A federal appeals court just dealt a huge blow to hospitals that pad their bottom line with cash intended for needy patients.
Federal law requires drug makers to sell their medications at steep discounts to hospitals and clinics that serve poor communities. The court threw out regulations requiring drug makers to sell drugs at a discount to each and every pharmacy an eligible hospital contracts with, regardless of whether the drugs are for poor patients.
The ruling is great news for Americans who need care but have a hard time affording it. It’s also a cautionary tale about how legislation intended to help the poor got twisted bureaucratically into a way for hospital administrators to get rich.
Congress created the system in question by enacting Section 340B of the Public Health Service Act of 1992. Under 340B, hospitals that serve needy patients, including the uninsured and underserved, can buy drugs from manufacturers at highly discounted rates. On average, 340B participants receive 59% off list prices.
Unfortunately, 340B doesn’t explicitly require hospitals to pass on discounts to needy patients or otherwise use the savings to provide free or discounted care. Instead, hospitals and pharmacies use 340B to buy cheap drugs for which they often charge full freight.
Even worse, a bureaucratic rule change in 2010 vastly expanded the scope for abuse. Until then, a hospital or clinic qualifying for 340B could contract with no more than one outside pharmacy to dispense 340B drugs.
The rule change, with no direct basis in the law, removed this limit, allowing hospitals to contract with as many outside pharmacies as they wish. The number of pharmacies exploded by 4,228% from 2010 to 2020, according to the Berkeley Research Group.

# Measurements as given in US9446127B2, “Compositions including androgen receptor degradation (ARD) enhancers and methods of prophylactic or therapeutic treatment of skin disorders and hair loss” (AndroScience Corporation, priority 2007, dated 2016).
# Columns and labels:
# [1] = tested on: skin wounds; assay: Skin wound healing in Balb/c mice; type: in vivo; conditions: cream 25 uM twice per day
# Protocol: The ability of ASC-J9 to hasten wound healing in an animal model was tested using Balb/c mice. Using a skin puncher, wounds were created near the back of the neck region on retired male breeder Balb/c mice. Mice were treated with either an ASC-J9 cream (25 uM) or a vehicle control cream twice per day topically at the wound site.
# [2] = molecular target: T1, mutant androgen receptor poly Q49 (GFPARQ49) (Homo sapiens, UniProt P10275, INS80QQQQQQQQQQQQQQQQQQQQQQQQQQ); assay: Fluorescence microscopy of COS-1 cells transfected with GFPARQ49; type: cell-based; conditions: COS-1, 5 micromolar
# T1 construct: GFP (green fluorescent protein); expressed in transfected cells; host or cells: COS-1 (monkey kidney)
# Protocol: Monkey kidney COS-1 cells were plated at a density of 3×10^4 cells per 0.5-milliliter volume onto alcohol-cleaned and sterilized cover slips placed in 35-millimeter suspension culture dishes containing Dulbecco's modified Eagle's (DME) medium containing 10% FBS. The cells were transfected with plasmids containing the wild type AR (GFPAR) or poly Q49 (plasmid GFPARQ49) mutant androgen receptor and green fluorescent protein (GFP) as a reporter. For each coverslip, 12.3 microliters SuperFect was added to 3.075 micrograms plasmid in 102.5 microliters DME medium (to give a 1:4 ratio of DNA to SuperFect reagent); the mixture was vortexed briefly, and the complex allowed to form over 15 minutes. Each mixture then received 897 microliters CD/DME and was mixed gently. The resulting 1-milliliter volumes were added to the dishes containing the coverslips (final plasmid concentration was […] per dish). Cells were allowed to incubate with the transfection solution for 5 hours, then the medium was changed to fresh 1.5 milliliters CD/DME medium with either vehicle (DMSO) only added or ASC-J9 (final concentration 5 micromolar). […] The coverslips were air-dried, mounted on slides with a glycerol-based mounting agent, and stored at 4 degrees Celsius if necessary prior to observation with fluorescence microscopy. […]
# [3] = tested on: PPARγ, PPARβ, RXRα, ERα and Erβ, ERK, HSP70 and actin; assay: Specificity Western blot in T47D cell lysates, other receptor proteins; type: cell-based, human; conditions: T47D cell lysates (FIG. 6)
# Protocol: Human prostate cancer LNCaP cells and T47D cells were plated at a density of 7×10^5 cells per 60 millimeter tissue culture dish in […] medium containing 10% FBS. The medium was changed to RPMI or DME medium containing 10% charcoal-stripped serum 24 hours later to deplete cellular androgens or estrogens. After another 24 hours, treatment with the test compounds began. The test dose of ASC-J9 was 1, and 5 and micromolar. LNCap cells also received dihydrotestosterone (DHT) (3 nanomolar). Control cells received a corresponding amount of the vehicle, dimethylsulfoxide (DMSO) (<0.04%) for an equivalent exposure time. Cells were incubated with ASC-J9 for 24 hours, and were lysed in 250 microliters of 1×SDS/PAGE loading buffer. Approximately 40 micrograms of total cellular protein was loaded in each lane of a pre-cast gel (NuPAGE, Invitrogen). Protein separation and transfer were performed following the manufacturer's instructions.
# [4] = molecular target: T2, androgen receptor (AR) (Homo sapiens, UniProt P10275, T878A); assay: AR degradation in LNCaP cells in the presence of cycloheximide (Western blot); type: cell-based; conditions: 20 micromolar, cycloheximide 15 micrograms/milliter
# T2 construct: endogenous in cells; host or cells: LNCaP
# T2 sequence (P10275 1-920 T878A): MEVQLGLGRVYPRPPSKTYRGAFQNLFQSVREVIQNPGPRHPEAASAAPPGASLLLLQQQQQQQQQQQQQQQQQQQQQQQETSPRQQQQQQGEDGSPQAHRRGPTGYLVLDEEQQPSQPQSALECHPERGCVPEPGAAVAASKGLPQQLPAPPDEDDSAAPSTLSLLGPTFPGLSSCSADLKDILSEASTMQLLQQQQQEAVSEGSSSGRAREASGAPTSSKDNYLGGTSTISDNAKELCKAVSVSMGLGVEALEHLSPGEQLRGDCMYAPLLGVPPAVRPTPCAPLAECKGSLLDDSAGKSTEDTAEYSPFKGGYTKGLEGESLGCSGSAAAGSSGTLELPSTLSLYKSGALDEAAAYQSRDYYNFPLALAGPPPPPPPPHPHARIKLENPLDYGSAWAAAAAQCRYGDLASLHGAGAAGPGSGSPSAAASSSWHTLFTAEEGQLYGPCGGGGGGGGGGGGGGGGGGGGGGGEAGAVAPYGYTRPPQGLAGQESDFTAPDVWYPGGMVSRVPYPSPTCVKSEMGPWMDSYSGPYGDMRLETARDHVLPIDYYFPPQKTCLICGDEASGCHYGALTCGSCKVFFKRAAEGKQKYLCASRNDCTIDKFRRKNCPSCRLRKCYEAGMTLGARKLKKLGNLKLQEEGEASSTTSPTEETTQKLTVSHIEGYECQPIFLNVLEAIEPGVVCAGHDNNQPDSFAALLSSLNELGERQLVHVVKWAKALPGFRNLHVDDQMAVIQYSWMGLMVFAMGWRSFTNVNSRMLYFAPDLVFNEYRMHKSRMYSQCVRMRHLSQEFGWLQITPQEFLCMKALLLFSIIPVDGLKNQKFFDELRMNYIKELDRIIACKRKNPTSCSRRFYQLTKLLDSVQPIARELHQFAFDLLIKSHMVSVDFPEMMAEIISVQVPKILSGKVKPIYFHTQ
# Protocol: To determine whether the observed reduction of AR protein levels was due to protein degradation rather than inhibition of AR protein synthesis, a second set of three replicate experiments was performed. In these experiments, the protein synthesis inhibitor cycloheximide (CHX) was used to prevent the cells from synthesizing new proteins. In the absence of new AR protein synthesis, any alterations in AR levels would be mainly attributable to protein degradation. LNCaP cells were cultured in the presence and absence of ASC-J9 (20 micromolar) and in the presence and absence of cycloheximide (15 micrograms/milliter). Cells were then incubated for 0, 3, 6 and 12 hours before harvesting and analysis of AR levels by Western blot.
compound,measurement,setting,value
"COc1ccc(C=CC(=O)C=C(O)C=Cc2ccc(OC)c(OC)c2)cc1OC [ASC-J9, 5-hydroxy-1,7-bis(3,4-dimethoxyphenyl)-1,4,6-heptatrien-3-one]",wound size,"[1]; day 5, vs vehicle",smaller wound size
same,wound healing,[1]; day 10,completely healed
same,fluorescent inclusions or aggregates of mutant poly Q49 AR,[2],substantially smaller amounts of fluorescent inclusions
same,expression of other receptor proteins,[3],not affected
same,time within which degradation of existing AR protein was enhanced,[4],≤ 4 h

These pharmacies, and the hospitals they serve, get rich off of 340B. BRG found that these “contract pharmacies” make an average profit of 72% on commonly dispensed drugs, compared to 22% for independent pharmacies.
The abuse doesn’t stop with proliferating contract pharmacies. A number of new studies, including one from the Center for Medicine in the Public Interest, the organization I lead, reveal just how deep the 340B grift goes. CMPI found that the discounts on 340B drugs actually grew by 144% from 2015 to 2021, amounting to $49.7 billion in 2021. Almost none of those savings went to patients.
In fact, 72% of nonprofit hospitals, many of which take 340B discounts, take $17 billion more in government tax breaks than they provide in charity care.
The runaway bureaucratic expansion of 340B must stop, and this court ruling is an important step. Two other appeals courts have decisions pending in similar cases.
On the merits, they should reach the same conclusion. If they diverge, the Supreme Court should step in to clarify that blatant bureaucratic rewriting of the law on such a major question is out of bounds.
Congress intended the 340B program to help those in need. The courts are acting to return it to that purpose.
Peter J. Pitts, a former FDA associate commissioner, is president of the Center for Medicine in the Public Interest, a visiting scholar at the New York University School of Medicine (Division of Medical Ethics), and a visiting professor at the University of Paris School of Medicine. This piece originally ran in Townhall.